Many proponents of ‘whole language’ feel that, since humans learn to speak their native language through immersion, the act of reading follows a similar pattern and exposure to the printed word leads to the development of reading skills. This reasoning bears a false truth value. A great deal of care and attention to detail must accompany reading instruction because reading is quite different from speech.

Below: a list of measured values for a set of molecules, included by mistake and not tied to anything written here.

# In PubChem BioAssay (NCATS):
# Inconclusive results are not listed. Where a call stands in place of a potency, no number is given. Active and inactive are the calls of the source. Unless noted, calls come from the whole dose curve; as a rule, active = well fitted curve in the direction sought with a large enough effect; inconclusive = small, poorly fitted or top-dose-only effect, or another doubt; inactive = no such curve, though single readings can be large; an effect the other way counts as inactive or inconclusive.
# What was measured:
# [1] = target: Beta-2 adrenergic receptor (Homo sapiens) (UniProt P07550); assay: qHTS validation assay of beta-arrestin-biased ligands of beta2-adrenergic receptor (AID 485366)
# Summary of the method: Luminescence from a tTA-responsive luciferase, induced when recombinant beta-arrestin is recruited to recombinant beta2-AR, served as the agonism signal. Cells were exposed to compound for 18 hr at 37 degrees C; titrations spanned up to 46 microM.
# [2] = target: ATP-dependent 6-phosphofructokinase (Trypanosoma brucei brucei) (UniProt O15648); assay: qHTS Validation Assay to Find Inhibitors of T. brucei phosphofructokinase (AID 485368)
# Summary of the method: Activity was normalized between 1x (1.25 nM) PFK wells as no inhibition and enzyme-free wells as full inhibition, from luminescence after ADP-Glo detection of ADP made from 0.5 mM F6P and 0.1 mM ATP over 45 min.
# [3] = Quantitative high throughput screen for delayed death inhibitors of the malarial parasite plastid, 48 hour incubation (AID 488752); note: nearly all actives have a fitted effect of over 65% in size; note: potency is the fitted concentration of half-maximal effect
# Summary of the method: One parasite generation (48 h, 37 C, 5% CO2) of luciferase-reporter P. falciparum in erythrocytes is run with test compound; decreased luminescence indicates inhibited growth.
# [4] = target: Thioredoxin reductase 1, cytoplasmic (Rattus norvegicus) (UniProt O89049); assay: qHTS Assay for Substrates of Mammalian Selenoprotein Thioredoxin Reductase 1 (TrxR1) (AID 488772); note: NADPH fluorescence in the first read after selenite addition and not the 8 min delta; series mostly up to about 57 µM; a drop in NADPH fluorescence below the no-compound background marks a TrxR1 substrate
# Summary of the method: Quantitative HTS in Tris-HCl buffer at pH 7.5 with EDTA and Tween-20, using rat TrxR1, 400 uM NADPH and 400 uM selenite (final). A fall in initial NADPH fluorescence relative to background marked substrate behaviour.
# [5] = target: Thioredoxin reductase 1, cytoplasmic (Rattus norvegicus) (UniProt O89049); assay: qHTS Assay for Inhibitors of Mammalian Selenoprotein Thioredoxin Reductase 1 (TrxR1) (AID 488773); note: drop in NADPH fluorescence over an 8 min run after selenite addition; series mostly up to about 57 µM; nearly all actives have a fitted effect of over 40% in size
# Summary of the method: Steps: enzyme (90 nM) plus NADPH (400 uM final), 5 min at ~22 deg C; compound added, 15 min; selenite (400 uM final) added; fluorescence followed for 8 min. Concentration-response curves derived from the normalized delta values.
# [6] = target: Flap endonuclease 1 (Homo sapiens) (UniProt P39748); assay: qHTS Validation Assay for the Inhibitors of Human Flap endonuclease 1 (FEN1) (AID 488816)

In speech, the listener is provided with many clues as to the meaning of the words presented by the speaker. Intonation, pitch, cadence, and body language all provide context clues that assist in the comprehension of auditory signals. Further, according to the Innateness Hypothesis, children are equipped with a blueprint for the innate principles and properties that pertain to the grammars of all spoken human language called universal grammar. Barring neurologically-based developmental delays, children do not require explicit instruction to master the spoken language. Universal Grammar aids the child in the task of constructing the “spoken language”. Structure dependency of the native language and coordinate structure constraint are inherent. Additionally, through stages in oral communication, a speaker learns from the surrounding linguistic environment the proper cadence, pitch, and intonation associated with the successful display of language ability, as well as, the rules of grammar that are language specific. This presents speech as a natural process. Read the rest of this entry →